This study examines the viability of providing electricity to an un-electrified village in North-Eastern Nigeria using a mini-grid based off-grid solar photovoltaic system. The study employs the life-cycle cost to estimate a 25-year life-time cost of an off-grid electrification project using solar photovoltaic system and compares with the cost of paying for grid-electricity within the same period. Comparing the cost of off-grid electrification with grid-extension is more appropriate; however, data on the cost of grid extension in Northern Nigeria are scarce. Thus, electricity tariff is used as a proxy since the Nigerian electricity market has been deregulated and the electricity tariff is expected to be market-reflective. The result shows that such project will not be economically viable at the prevailing commercial lending rate as it yields a negative net present value. However, the project becomes viable with adequate government support through the reduction in commercial lending rate for such projects and provision of start-up grants (as production subsidy). Such subsidy will not result in economic waste since the target is clearly defined. Apart from government financial incentives, creating necessary support mechanism in terms of legal and regulatory frameworks to encourage private investment will be necessary. In addition, engaging the community in the construction and maintenance of the project will ensure sustainability.
This study evaluates the costs and benefits of interventions to reduce indoor-air pollution from the use of solid biomass for cooking and heating in Nigeria. The study uses cost-benefit analysis and assesses two intervention scenarios: Providing access to improved stoves; and Providing access to cleaner fuels (LPG burners). Both intervention scenarios are compared with the current situation, i.e., the ‘‘business as usual’’ scenario where there is no attempt to reduce the present level of exposure to indoor-air pollution from solid fuel use. The result shows that the cost-benefit ratio of the stove intervention is 0.388 while that of LPG is 0.371. While providing access to cleaner fuels (LPG) has a larger health impact on the population than improved stoves, the low income level of the participants will favor the stove option because of the lower recurrent cost which is usually borne by the participants. From a public health point of view, there is need for a continued emphasis on the promotion of improved stoves to reduce exposure in households using solid-fuels until everyone can have access to cleaner fuels. Furthermore, since choice of cooking technologies is influenced by income level, the intervention policy should be implemented alongside other socio-economic development programmes. This study bridges the knowledge gap with respect to indoor-air pollution issue in Nigeria. It offers policy makers an insight into the potential net benefit of intervening to reduce indoor-air pollution through the use of solid biomass fuels in Nigeria.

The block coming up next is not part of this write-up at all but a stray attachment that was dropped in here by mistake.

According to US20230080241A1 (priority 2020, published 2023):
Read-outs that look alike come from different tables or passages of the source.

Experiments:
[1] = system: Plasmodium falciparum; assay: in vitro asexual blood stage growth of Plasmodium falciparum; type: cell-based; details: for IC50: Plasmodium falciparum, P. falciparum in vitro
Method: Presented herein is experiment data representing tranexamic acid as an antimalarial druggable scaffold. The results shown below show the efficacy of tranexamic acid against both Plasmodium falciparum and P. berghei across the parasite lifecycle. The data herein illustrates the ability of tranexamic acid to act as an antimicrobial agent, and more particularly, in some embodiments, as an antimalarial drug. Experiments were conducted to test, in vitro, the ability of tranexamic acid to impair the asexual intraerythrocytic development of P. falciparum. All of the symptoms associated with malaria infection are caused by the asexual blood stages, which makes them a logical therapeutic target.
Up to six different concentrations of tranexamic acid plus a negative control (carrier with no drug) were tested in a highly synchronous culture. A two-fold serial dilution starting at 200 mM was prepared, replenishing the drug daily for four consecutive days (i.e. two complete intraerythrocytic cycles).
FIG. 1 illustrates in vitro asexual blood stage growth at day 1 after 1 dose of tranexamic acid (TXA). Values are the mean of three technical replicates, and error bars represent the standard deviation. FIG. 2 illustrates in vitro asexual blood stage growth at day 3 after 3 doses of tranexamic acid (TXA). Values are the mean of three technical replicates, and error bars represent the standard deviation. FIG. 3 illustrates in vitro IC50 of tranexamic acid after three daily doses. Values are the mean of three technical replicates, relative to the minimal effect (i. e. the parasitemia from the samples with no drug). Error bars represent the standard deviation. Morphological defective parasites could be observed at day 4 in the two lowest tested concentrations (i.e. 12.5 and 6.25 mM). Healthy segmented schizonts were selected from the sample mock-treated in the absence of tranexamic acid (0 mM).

Nigeria is endowed with vast oil resource which accrue huge amount of revenue to the country and this made many Nigerians and previous governments to perceive petroleum resources as God’s gift and a ‘social good’ that must be benefited by all. In view of this, petroleum subsidies were introduced in 1960s to promote an increase in social welfare and assist the poor to utilize the relative resource advantages of the country. However, increase in demand, dilapidated nature of the refineries, etc. make it difficult for the government to meet domestic demand using local supply. Moreover various attempt to phase-out the subsidies have been welcome with series of civic unrest and oppositions from the trade union and other stakeholders with mostly result to policy reversal. In the light of the above, this paper addresses the deficiency of the previous attempt to phase-out petroleum subsidies base on review of empirical specific county studies and experiences. The paper designs a ‘win-win’ roadmap for reforming the petroleum subsidies that should be adopted by the country.